Laura RODRÍGUEZ–MACHADO, Plaintiff, Appellant, v. Eric K. SHINSEKI, Secretary, Department of Veterans Affairs, Defendant, Appellee.
This case provides an important reminder to lawyers and litigants alike: substantial “noncompliance” with important “appellate rules, in and of itself, constitutes sufficient cause to dismiss [an] appeal.” Reyes–García v. Rodríguez & Del Valle, Inc., 82 F.3d 11, 14–15 (1st Cir.1996).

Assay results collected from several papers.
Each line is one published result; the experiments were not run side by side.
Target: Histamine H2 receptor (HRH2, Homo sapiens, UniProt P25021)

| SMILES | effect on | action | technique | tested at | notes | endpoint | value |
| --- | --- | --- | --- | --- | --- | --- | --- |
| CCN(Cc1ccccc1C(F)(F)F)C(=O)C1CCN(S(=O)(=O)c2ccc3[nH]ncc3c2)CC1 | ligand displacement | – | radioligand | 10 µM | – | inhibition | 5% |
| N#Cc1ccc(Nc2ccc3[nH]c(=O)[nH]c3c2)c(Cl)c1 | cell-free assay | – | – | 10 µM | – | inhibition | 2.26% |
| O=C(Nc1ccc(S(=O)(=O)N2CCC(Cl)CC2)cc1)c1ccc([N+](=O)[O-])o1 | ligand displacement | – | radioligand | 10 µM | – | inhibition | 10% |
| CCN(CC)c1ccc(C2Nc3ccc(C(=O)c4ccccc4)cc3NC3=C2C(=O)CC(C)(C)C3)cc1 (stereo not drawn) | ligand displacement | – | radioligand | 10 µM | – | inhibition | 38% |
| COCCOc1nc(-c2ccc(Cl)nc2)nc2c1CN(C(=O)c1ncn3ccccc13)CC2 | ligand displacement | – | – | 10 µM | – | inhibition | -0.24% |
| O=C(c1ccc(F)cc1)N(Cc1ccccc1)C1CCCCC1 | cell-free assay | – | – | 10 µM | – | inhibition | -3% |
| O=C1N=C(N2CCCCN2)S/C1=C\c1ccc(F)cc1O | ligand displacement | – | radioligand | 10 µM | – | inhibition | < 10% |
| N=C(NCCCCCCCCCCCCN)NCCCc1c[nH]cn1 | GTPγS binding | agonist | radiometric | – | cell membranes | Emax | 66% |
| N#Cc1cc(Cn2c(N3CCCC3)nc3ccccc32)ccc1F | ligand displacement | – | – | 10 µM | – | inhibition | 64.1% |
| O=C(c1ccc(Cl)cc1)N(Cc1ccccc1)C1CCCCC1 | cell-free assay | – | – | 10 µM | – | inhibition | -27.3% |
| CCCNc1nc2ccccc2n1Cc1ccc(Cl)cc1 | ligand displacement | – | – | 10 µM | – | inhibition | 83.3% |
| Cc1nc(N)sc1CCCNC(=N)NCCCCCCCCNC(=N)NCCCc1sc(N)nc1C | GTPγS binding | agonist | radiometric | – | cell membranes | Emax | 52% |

Plaintiff wants us to reverse a grant of summary judgment to her former employer in this suit for discrimination, retaliation, and hostile work environment under the Age Discrimination in Employment Act (“ADEA,” for short), see 29 U.S.C. § 621 et seq., making a single, incredibly broad argument-that the district judge slipped by premising dismissal on disputed facts. Now, obviously, busy appellate judges depend on counsel to help bring issues into sharp focus, see Reyes–García, 82 F.3d 13–14, and that certainly holds true in a case like this, given how complex federal employment discrimination law is, see generally Rodríguez v. Mun. of San Juan, 659 F.3d 168, 176 (1st Cir.2011) (discussing how not to brief complex issues). That is where the appellate rules of procedure come in: They provide the means by which we “gain [ ] the information that [we] require[ ] to set the issues in context and pass upon them.” Reyes–García, 82 F.3d at 14. So, naturally, “[w]hen a party seeking appellate review fails to comply with the rules in one or more substantial respects, its failure thwarts this effort and deprives [us] of the basic tools that [we] need to carry out this task.” Id.